I calmly—and as politely as possible—told her “everything,” starting way back on the day my teacher distributed the essay assignment. I explained that two college students had checked out books for all of us. The cop remained expressionless as she listened, but when I concluded my story, she scornfully huffed, “Why are you lying to me?”

“I’m not lying to you,” I protested. “I have no reason to lie to you.”

“Well your story doesn’t make sense. We’re going to charge you with possession of stolen books.” And with that, she handcuffed me and led me into another room, where I had my mug shots and fingerprints taken.

As she rolled my index finger on the black ink pad, the officer looked me up and down, then spat, “Where are you from, anyway?” Clearly, she expected the reply to be a Speedy Gonzalez-accented, “Make-sick-oh.” I received her message loud and clear: You could not possibly be from here.

The ordeal finally ended when I was released with papers stating that I had stolen $1700 worth of books from the college library, as well as a bond stating that if I didn’t show up on my court date, I would be sent to prison. I assumed that, if my crime were having library books that I technically was not supposed to have, surely my three friends would be arrested next. But that didn’t happen. In fact, the two officers didn’t ask them a single question (i.e. “investigate” my story) or check whether they also were in possession of library books.

I’m sure that you don’t need me to tell you that Kathy, Megan, and Nicole were all white.

I never had felt so powerless in my life. Hadn’t I done everything right? Hadn’t I told the truth? Hadn’t I been respectful and polite towards the officers? Until that point, I had never been in trouble for anything in my life except for that one time in seventh grade when I was put in detention for chewing gum in gym class. I was a stellar student, beloved by teachers, in the top ten percent of my graduating class, enrolled in the honors program and AP classes, involved in many extracurricular activities, still celebrating my recent news that I’d been awarded a full ride scholarship to an elite university. I was preppy and never even had a sip of alcohol. I was an aspiring novelist and–based on the “A” I assumed I would earn on my English assignment–clearly an emerging expert on Madame Bovary.

I was all those things . . . but I was also a brown-skinned, black-haired Mexican American girl trying to navigate a predominantly white suburban context. Which sometimes, inevitably, automatically marked—and continues to mark—me as suspicious. Poorly behaved. Uncultured. Unrefined. Unenlightened. Impolite. Undeveloped.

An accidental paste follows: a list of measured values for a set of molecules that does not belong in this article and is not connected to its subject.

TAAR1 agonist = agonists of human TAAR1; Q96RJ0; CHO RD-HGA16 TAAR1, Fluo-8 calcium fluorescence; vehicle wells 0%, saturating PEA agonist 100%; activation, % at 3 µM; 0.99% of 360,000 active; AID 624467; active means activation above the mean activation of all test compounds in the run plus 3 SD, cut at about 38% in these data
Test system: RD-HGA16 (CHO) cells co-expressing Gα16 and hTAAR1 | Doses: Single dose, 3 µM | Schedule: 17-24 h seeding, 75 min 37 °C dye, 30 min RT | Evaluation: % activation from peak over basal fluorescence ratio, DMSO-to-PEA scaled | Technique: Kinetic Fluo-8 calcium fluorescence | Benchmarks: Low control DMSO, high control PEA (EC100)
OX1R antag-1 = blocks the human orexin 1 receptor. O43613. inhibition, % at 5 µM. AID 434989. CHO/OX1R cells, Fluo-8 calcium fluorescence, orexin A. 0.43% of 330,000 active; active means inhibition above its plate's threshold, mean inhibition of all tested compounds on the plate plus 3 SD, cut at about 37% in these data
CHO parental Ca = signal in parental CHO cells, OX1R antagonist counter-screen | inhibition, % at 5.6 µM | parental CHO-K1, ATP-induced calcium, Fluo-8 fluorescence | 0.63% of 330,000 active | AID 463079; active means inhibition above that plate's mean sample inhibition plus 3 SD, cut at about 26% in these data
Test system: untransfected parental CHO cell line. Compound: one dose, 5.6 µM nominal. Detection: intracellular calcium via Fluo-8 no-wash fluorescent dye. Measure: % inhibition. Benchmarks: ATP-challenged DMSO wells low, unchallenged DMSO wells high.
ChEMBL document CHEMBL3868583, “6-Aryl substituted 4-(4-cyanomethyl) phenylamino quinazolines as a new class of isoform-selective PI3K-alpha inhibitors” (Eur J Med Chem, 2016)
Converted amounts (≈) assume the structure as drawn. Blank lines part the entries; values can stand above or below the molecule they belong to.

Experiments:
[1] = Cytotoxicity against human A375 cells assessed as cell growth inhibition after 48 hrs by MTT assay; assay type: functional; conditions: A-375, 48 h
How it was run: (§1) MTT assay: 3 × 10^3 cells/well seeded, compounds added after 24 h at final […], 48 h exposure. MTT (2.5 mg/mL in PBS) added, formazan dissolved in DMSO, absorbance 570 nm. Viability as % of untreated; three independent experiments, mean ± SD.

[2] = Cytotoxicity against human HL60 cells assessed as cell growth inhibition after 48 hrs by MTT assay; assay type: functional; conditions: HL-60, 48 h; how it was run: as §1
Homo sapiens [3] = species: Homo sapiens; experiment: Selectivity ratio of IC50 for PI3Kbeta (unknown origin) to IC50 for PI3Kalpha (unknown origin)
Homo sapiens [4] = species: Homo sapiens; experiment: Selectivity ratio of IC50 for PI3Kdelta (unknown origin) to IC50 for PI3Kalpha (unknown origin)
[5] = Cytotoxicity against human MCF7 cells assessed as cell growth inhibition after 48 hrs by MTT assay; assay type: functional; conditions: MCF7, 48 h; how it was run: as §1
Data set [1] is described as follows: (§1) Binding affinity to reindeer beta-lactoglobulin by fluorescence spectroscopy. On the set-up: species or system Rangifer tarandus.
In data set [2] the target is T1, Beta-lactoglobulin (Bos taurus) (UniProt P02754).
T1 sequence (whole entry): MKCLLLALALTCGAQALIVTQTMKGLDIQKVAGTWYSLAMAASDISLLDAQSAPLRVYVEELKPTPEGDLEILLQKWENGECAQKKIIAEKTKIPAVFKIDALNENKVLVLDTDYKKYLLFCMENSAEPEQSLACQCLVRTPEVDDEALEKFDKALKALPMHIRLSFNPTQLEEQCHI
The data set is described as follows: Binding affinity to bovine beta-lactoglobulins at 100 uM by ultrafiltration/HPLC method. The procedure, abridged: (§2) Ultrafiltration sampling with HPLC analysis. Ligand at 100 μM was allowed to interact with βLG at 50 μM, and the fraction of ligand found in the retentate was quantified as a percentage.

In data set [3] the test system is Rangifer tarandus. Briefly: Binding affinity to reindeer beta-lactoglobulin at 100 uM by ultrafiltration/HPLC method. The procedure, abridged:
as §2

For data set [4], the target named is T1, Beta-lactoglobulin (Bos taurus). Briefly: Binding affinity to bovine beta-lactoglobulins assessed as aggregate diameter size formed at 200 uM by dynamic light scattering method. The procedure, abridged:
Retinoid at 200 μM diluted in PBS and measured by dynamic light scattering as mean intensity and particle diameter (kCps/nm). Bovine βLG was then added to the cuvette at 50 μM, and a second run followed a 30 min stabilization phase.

Mal educada. “Where are you from, anyway?”

It Hurts When Your Own People Don’t Get It

Clearly, my experience is not unique. Many shared the same concerns, and the outcry against the NACCS CFP was swift. The organization’s leadership took down the description and promised to rethink the approach. Cries of “¡Órale!” we heard around the world (well, okay, around facebook).

However, something tells me that they just don’t get it. Here is what they have stated in the meantime:

The Board thanks the membership for the feedback of the recent CFP. After deliberation and feedback from Board Members, a CFP revision will be released on September 12, 2015. The Board feels that the idea of “civility” is important to engage in its different forms, in its various meanings, and in its numerous consequences. We look forward to the continued discussion of these ideas in our forthcoming conference.

So we come back to this question: What use is “civility” to people of color in general, and to Chicana/o Studies in particular? Just look at our long history of being marked with the label mal educados, of being placed outside eligibility for citizenship, of our struggles to find a place in academia for who we are and what and how we want to educate our youth.

If civility is going to be the principle for engagement, then I want out. It’s kind of a moot point, anyway. My brown-woman’s body and existence are uncivil enough as it is.

P.S. In case you were wondering, that stupid librarian looked up the history of the books I’d “stolen” and discovered that one simply had not been demagnetized. Also, the police discovered that they’re not supposed to arrest a minor without notifying the parents. The officers called my home later that day and said we could tear up the arrest papers and “all would be forgotten.” Instead, we showed up to their office with a lawyer (my cousin’s husband, who handles tax appeals . . . but a lawyer nonetheless). And that’s the only reason why I went on to college with a clean record. The whole incident was a buncha bullsh*t!

via Daily Chicana